The Sea Star


In Earth’s oceans there are about 1,800 different species of starfish.  They inhabit many oceans including the Atlantic, Pacific, Indian, and Arctic. Starfish can live in many depths ranging from intertidal to abyssal.

Scientific Classification

Kingdom: Animalia
Phylum: Echinodermata
Subphylum: Asterozoa
Class: Asteroidea


The shape of the starfish is described as being pentaradial, which means the star is divided up into five equal sections where the axis is the mouth. Starfish are made up of five legs that extend out from the central disk. The central disk surrounds the internal organs, such as the stomach and some of the intestines. The central disk is also where the mouth and anus can be found.

ring canal - this is the top view of the ring canal where the stomach and legs of the starfish are attached.



Mouth- The center is where the stomach, it is also where the legs attach to the ring canal.



On the skin of the starfish, there are spines and gill like projections that act as lungs. The gills take oxygen from the atmosphere and transport it into the body.  On the topside of the starfish there is a spot of skin called the madreporite. The madreporite’s job is to bring water into the body for respiratory purposes


Madreporite- The madreporite is where the starfish can draw water into the body.


On the underside of the starfish where the legs come to a point, the mouth of the starfish can be seen. On the underside of the legs there are little projections called tube feet. The tube feet help the starfish move, grab on to things, breath, and eat.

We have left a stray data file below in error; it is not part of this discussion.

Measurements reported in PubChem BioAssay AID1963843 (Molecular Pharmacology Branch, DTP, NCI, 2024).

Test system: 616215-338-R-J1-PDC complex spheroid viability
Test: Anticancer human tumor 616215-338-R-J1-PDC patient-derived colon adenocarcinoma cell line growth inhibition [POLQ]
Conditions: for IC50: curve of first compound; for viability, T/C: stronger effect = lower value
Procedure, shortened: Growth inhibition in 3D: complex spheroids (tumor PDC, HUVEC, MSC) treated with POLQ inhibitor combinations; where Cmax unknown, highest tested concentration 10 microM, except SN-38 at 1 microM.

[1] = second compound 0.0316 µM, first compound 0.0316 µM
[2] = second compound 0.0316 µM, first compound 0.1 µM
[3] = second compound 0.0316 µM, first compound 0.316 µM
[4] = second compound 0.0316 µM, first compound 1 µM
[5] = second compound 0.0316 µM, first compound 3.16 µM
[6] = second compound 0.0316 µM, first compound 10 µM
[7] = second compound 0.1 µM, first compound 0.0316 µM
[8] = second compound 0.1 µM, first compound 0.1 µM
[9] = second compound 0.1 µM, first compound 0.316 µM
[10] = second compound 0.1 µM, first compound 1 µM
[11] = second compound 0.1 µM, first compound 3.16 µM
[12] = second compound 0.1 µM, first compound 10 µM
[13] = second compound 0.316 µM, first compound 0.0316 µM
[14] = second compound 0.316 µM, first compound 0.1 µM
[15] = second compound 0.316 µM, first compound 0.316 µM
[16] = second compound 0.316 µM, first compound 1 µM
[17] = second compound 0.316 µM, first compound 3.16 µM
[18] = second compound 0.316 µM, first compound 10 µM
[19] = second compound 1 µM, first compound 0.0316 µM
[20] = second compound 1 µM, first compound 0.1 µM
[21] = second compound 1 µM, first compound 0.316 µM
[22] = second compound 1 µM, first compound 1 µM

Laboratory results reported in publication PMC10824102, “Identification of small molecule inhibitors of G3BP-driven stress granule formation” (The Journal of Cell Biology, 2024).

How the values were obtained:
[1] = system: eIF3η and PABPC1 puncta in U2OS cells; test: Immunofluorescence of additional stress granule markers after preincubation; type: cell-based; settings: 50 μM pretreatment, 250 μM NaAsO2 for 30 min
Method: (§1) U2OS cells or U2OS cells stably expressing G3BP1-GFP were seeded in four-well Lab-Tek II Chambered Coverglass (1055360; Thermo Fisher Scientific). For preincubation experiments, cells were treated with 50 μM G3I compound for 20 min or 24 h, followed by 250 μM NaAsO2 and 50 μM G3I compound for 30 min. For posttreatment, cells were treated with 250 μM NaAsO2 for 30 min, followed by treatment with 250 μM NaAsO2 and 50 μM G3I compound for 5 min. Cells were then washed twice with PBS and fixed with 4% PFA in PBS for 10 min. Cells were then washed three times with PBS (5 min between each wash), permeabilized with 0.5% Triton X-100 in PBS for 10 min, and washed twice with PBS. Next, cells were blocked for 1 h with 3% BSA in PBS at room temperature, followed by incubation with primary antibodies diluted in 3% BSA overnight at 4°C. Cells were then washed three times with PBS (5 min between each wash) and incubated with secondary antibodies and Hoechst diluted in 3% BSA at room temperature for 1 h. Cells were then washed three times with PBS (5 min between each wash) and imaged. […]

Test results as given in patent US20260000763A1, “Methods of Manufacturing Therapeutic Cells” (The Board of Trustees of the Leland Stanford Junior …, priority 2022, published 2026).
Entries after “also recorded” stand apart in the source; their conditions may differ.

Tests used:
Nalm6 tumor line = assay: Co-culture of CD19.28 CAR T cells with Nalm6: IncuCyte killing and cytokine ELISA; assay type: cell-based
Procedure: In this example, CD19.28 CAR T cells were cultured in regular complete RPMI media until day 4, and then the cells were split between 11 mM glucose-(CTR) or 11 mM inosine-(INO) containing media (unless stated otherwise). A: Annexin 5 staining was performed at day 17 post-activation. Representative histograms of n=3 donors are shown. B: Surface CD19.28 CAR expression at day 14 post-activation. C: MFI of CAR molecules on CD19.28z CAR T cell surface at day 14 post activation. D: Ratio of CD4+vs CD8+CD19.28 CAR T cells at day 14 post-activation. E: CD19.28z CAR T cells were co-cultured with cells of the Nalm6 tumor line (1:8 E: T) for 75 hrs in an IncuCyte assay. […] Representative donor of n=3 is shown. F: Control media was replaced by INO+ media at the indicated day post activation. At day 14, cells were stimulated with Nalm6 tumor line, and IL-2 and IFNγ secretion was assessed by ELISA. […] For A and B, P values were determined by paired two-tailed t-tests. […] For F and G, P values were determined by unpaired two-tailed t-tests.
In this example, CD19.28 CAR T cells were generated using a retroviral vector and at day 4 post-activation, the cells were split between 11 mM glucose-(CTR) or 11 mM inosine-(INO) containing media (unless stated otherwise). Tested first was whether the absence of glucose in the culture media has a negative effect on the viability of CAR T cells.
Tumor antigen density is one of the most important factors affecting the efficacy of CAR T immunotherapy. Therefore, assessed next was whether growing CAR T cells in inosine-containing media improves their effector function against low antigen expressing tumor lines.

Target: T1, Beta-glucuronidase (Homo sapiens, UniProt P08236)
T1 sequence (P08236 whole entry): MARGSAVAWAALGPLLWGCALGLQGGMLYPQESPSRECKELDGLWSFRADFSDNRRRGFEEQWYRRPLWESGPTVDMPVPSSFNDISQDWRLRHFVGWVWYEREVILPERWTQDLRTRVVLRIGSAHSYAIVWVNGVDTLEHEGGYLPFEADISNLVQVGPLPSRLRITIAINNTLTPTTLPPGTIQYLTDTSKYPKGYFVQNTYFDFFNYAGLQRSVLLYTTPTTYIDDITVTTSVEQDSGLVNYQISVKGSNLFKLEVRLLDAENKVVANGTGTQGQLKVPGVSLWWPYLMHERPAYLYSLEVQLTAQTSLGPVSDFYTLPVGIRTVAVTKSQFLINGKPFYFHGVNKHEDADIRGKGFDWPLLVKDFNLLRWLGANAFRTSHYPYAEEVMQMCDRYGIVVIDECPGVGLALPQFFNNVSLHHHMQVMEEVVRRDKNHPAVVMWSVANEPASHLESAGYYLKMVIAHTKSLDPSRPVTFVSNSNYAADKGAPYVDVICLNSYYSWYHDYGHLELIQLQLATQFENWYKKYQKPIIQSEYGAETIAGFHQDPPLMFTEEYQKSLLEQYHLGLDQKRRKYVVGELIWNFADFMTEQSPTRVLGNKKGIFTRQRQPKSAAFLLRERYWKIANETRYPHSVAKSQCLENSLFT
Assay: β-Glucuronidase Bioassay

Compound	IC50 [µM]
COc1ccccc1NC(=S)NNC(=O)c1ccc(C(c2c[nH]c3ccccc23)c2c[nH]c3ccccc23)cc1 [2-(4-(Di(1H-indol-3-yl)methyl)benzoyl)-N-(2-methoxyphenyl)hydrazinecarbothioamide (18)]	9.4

Tube feet- the tube feet aid the starfish in movement and capture of prey.


The inside of the starfish, where the leg meets the central disk, is where the gonads and digestive glands are located. Down the length of the leg is the radial nerve. The radial nerve is a bundle of nerves that spans the length of the leg protected by a spine like tube called the radial canal.

Radial Canal-In this shot the gonads and pyloric caeca are removed to better show the radial canal.



Cross section of leg shows: (from bottom to top) pyloric caeca, gonads,radial canal,and tubefeet.




Starfish are generally predators. They eat mollusks, clams, oysters, snails, and other organisms that are too slow to get away, such as dying fish. The tube feet assist the the starfish in eating it’s prey. The tube feet grab the prey and pry it open so the stomach can reach into the shell and digest the clam.

Stomach on the underside of starfish where the legs meet in the center.



pyloric caeca- Digestive organ found in the top of each leg of the starfish.




Starfish can reproduce sexually and asexually. In sexual reproduction, the starfish release their gametes into the atmosphere and other starfish fertilize them.  To increase the chances of fertilization starfish gather in groups. During reproduction, they use environmental and chemical signals to coordinate with the other starfish.

Gonads found on the left side of the radial canal.


During asexual reproduction the starfish will use fragmentation to detach an arm. That arm is able to grow into a new starfish , but it needs to have a piece of the central disk in order for it to survive.

About the Specimen and Photographic Technique

The star fish was a preserved specimen, soaked in warm water to rehydrate. The starfish was placed on a lab jack with two fiber optics — one on each side. As a background, black velvet was used to enhance contrast. The combination of a Nikon D700 and a 20,38, and 48mm thimble lens were used to get different magnifications for certain parts of the starfish. Photoshop CS5  and Camera Control Pro 2 were used to capture and edit the images.

About the Photographer

My name is Taylor Pannell and I'm a Junior at the Rochester Institute of Technology. I am majoring in Biomedical Photographic Communications. I love nature photography and microscopy. I hope to do one or both for a living someday.

Images by Taylor Pannell -